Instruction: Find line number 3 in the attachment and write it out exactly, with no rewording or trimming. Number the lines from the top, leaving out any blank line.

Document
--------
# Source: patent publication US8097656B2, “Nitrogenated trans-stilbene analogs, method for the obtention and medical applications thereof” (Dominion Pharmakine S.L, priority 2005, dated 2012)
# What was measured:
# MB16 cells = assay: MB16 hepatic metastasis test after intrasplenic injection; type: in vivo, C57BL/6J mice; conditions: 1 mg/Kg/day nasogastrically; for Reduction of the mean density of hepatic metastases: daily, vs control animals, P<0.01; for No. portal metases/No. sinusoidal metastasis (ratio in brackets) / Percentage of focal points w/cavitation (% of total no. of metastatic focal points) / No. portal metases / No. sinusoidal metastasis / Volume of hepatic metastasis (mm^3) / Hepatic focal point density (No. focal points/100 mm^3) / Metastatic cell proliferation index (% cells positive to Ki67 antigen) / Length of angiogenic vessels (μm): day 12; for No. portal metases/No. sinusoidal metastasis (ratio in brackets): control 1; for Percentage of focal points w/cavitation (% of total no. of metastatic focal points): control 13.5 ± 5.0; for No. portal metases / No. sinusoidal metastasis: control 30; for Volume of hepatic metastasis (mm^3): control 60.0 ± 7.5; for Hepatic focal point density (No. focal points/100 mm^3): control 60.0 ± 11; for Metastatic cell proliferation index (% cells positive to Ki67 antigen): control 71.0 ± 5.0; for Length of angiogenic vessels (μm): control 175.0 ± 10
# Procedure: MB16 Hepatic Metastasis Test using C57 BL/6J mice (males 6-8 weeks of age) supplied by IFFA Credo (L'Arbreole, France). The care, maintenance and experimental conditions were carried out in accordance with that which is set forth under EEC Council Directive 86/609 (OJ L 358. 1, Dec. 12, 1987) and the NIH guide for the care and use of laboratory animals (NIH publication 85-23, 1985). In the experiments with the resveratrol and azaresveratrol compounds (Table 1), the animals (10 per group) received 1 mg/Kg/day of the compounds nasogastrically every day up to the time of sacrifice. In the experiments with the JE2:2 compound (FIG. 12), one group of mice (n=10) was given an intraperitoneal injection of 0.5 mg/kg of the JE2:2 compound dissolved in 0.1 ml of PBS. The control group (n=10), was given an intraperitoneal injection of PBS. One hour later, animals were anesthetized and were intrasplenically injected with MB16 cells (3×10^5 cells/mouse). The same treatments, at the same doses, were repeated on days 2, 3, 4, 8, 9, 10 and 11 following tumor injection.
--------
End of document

# MB16 cells = assay: MB16 hepatic metastasis test after intrasplenic injection; type: in vivo, C57BL/6J mice; conditions: 1 mg/Kg/day nasogastrically; for Reduction of the mean density of hepatic metastases: daily, vs control animals, P<0.01; for No. portal metases/No. sinusoidal metastasis (ratio in brackets) / Percentage of focal points w/cavitation (% of total no. of metastatic focal points) / No. portal metases / No. sinusoidal metastasis / Volume of hepatic metastasis (mm^3) / Hepatic focal point density (No. focal points/100 mm^3) / Metastatic cell proliferation index (% cells positive to Ki67 antigen) / Length of angiogenic vessels (μm): day 12; for No. portal metases/No. sinusoidal metastasis (ratio in brackets): control 1; for Percentage of focal points w/cavitation (% of total no. of metastatic focal points): control 13.5 ± 5.0; for No. portal metases / No. sinusoidal metastasis: control 30; for Volume of hepatic metastasis (mm^3): control 60.0 ± 7.5; for Hepatic focal point density (No. focal points/100 mm^3): control 60.0 ± 11; for Metastatic cell proliferation index (% cells positive to Ki67 antigen): control 71.0 ± 5.0; for Length of angiogenic vessels (μm): control 175.0 ± 10